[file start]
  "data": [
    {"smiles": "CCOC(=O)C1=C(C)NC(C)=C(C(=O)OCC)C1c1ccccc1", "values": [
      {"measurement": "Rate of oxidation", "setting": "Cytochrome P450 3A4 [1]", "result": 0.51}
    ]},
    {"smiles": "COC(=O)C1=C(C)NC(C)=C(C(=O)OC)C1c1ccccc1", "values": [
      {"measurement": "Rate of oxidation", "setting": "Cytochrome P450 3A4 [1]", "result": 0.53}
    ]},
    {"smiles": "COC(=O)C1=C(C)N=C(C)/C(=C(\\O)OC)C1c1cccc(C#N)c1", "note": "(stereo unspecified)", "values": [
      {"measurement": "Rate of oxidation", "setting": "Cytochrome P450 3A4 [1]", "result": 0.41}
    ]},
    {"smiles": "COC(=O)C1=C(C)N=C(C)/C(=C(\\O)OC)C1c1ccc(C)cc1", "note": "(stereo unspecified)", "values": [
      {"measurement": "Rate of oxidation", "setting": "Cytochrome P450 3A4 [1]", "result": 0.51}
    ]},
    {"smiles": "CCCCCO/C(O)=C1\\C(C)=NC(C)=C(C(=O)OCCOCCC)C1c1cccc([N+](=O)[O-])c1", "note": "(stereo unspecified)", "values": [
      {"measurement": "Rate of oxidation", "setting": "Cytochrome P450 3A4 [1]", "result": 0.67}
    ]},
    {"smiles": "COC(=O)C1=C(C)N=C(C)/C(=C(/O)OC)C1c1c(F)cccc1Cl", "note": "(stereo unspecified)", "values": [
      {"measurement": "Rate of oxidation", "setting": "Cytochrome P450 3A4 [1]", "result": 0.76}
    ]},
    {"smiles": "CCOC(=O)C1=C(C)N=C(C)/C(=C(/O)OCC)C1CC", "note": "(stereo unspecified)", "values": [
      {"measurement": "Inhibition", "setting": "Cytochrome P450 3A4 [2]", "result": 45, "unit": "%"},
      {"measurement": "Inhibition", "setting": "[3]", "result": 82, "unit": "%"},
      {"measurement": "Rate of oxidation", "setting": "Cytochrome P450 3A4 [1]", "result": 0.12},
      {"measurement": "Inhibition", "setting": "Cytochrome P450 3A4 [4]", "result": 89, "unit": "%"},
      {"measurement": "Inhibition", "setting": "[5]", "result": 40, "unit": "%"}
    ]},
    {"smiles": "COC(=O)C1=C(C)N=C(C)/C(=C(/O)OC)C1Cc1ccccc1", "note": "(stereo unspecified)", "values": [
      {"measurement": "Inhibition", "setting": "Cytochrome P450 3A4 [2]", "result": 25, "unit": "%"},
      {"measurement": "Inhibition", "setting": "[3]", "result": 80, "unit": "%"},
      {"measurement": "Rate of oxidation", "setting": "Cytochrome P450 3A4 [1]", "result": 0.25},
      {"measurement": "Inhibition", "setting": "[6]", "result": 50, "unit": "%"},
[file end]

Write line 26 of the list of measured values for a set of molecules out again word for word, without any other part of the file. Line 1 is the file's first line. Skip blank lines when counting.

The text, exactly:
    ]},